Triangular theory of love

General chat about fembots, technosexual culture or any other ASFR related topics that do not fit into the other categories below.
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What kind of love would you have for a fembot?

Liking/friendship
11
13%
Infatuated love
14
16%
Empty love
6
7%
Romantic love
20
23%
Companionate love
18
21%
Fatuous love
4
5%
Consummate love
13
15%
 
Total votes: 86

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Re: Triangular theory of love

Post by Spaz » Sat Jan 31, 2015 11:39 am

I picked companionate love because, while it may or may not be possible to truly fall in love with a robot, I would want a bit more out of it than just sex. If it did have a reasonably sophisticated intelligence, I would prefer to use it as a sounding board for my thoughts, my ideas, and my feelings.
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Re: Triangular theory of love

Post by dale coba » Sat Jan 31, 2015 8:03 pm

I would say, a mix of infatuated love, non-love, and a kind of inverse of the romantic love category (completely knowing that she is a lie, but enjoying her - as well as being able to shut her off or customize her). A parody of romance.

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Re: Triangular theory of love

Post by Mirage » Mon Feb 02, 2015 1:33 pm

I think it's obvious for myself, romantic all the way.

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Re: Triangular theory of love

Post by australopith » Mon Feb 09, 2015 6:10 am

If my fembot were as humanlike as the characters I write about/imagine, I'd definitely default to treating her as a human; and shoot for romantic love–which might develop, in time, into consummate love.
It ideally wouldn't be too different from a human relationship; except that if the fembot were built for me, I might get the opportunity to create the person I think I'd like most–a none-too-original idea, I'm sure, but still a fascinating one.

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Re: Triangular theory of love

Post by daphne » Wed Feb 11, 2015 9:17 am

My assumption is that love with a fembot is fatuous love. You have commitment, essentially, by design, since as property she can never leave. You also have passion in the form of sexual attraction and activity. What you do not and cannot have is intimacy or friendship, which requires another entity with agency, which the fembot is not.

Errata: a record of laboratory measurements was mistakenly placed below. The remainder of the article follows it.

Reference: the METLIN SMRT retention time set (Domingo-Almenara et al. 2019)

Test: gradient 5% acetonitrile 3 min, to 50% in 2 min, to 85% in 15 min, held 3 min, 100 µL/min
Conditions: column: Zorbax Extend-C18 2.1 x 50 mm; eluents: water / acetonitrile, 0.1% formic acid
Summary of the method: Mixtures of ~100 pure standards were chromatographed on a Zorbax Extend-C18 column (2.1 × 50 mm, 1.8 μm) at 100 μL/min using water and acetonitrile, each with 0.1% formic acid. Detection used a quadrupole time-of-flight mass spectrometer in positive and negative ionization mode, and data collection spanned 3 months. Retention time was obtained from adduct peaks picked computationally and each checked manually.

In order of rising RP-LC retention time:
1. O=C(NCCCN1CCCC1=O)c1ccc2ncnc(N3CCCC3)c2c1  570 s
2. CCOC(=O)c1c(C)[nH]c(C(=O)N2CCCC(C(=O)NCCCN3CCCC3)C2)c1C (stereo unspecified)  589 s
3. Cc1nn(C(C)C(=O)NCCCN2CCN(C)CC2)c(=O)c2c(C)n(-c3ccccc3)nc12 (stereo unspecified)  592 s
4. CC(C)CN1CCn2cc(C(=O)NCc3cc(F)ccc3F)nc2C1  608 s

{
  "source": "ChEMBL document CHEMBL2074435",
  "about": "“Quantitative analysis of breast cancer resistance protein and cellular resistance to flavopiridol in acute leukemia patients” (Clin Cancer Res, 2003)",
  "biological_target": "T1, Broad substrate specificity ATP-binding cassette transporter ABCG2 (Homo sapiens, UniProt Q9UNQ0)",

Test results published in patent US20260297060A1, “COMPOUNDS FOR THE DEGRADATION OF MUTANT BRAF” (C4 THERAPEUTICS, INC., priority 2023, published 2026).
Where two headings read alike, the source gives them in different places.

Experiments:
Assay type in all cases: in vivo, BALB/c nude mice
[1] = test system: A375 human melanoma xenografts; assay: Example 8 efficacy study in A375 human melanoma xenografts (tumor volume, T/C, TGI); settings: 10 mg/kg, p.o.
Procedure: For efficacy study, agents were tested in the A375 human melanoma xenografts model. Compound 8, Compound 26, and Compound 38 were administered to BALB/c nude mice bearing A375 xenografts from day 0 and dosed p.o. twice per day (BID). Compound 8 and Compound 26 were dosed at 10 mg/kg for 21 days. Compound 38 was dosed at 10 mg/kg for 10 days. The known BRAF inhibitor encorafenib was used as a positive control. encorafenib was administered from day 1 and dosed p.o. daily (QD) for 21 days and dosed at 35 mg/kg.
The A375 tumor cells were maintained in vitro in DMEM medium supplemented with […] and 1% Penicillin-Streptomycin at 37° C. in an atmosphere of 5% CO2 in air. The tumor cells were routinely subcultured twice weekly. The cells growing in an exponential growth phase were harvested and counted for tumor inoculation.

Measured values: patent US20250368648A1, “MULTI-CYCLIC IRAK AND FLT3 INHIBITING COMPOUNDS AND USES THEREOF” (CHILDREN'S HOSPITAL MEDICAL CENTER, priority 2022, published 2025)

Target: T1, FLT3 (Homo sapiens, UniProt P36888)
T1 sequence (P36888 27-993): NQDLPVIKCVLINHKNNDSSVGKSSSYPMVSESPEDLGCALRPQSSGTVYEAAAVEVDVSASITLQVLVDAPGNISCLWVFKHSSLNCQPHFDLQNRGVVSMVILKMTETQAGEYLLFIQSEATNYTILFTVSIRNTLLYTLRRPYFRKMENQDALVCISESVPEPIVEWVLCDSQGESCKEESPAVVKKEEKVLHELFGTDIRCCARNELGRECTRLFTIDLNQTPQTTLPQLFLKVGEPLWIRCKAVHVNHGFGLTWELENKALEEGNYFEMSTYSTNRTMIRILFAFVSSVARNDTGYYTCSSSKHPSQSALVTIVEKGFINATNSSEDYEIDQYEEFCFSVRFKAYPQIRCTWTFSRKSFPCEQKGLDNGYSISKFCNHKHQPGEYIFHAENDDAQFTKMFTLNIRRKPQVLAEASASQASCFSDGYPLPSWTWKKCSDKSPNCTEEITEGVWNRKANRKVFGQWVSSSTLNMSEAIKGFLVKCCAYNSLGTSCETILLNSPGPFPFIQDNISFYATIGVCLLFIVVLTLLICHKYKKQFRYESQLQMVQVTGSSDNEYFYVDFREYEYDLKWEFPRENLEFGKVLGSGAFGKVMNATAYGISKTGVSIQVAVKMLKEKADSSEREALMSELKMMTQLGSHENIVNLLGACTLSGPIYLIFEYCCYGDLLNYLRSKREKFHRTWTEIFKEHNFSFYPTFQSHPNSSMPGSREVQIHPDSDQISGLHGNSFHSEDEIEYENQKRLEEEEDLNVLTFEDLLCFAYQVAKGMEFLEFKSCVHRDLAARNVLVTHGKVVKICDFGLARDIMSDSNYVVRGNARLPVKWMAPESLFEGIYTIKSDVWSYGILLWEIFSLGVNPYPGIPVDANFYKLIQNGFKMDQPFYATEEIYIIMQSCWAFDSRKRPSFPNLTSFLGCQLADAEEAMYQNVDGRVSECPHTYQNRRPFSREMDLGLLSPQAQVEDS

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Re: Triangular theory of love

Post by daphne » Wed Feb 11, 2015 9:20 am

It's interesting to me, however, that so many people desire "love" out of the machine which is incapable of such. By its nature the fembot can never truly love, even if it has emotions; love is given, not taken, and by design it has no choice in the matter.

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Re: Triangular theory of love

Post by dale coba » Wed Feb 11, 2015 10:59 am

They would seem to be satisfied with the idea of imaginary love, and call it real. Can they not imagine asking for this love from a person? Why not have a wife and a toy/pet?

I know my appetite for fembots comes from my lustful, reptilian brain stem. I am not looking for an echo of myself, but rather a thing from which I may take everything while harming no one.

I believe this imaginary love positions the human and the fembot equidistant from the point dividing humanity from non-humanity. The Fembot would be a reflection in an empathic mirror. Is the human seeking validation of his emotional palette? A narcissistic solution to a question of self-doubt? To show himself that the dimensions and depth of the intensity of his emotions work in a relationship? Unless he is Moe Szyslak or violent/negative, such a robot would teach a man to become capable and prove to himself that a human relationship would also work.